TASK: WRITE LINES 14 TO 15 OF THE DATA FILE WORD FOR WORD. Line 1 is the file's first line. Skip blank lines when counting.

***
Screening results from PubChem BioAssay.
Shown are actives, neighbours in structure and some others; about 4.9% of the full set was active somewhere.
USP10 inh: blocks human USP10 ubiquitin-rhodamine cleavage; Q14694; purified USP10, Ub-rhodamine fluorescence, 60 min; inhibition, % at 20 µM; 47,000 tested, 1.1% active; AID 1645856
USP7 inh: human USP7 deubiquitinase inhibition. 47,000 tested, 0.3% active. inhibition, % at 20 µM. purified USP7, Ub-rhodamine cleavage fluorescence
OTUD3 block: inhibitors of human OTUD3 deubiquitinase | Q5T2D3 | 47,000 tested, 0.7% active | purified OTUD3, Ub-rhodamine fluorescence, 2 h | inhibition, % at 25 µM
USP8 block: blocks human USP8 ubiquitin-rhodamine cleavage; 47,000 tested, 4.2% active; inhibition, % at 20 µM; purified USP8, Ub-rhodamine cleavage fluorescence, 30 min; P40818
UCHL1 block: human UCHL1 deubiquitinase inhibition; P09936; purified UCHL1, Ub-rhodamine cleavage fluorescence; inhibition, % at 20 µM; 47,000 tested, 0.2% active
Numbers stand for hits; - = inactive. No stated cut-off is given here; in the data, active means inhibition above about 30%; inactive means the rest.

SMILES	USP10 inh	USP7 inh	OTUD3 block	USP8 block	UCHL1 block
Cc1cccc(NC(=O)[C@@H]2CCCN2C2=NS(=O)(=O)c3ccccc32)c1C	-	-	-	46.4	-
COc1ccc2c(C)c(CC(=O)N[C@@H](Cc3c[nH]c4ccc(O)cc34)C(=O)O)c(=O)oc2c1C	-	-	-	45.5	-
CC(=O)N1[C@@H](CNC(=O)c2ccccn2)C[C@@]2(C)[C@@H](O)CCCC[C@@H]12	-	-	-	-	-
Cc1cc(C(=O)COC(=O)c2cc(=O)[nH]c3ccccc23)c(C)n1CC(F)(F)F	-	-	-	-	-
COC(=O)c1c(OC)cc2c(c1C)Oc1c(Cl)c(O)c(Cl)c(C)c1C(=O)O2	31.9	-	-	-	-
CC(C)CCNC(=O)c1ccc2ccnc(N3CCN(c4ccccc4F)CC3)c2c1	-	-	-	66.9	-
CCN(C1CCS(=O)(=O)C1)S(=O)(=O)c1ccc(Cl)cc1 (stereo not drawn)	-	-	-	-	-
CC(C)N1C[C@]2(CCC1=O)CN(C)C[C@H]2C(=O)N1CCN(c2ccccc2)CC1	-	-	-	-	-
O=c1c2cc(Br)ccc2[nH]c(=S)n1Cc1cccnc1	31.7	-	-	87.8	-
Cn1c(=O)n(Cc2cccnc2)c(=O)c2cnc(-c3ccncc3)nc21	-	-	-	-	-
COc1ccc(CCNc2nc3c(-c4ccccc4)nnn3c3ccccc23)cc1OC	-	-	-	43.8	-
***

COC(=O)c1c(OC)cc2c(c1C)Oc1c(Cl)c(O)c(Cl)c(C)c1C(=O)O2	31.9	-	-	-	-
CC(C)CCNC(=O)c1ccc2ccnc(N3CCN(c4ccccc4F)CC3)c2c1	-	-	-	66.9	-